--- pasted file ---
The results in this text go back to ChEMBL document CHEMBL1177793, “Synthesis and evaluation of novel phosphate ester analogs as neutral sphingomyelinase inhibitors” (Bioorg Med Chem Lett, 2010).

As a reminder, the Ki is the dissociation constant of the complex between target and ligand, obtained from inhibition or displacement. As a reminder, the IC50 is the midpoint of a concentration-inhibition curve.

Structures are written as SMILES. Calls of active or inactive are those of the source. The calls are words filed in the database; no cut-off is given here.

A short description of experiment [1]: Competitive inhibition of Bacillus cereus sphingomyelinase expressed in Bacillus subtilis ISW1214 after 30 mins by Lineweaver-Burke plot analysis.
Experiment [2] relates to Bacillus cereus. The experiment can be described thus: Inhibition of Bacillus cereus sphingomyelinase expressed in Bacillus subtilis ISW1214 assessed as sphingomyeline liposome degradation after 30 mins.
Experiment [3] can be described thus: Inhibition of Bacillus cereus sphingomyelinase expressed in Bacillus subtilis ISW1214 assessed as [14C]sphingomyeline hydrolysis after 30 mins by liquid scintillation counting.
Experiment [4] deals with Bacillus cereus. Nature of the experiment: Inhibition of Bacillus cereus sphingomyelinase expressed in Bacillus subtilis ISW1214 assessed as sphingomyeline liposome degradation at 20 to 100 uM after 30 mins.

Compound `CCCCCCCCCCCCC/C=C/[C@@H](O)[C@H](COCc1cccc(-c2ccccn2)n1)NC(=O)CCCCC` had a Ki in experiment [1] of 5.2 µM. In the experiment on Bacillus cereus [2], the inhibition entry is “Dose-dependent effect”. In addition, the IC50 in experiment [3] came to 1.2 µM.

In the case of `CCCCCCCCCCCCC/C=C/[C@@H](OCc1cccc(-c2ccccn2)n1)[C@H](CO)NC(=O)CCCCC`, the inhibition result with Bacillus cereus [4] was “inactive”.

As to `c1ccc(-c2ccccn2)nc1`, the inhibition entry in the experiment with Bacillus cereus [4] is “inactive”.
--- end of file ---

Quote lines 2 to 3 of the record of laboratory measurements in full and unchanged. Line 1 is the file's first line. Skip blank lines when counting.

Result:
As a reminder, the Ki is the dissociation constant of the complex between target and ligand, obtained from inhibition or displacement. As a reminder, the IC50 is the midpoint of a concentration-inhibition curve.

Structures are written as SMILES. Calls of active or inactive are those of the source. The calls are words filed in the database; no cut-off is given here.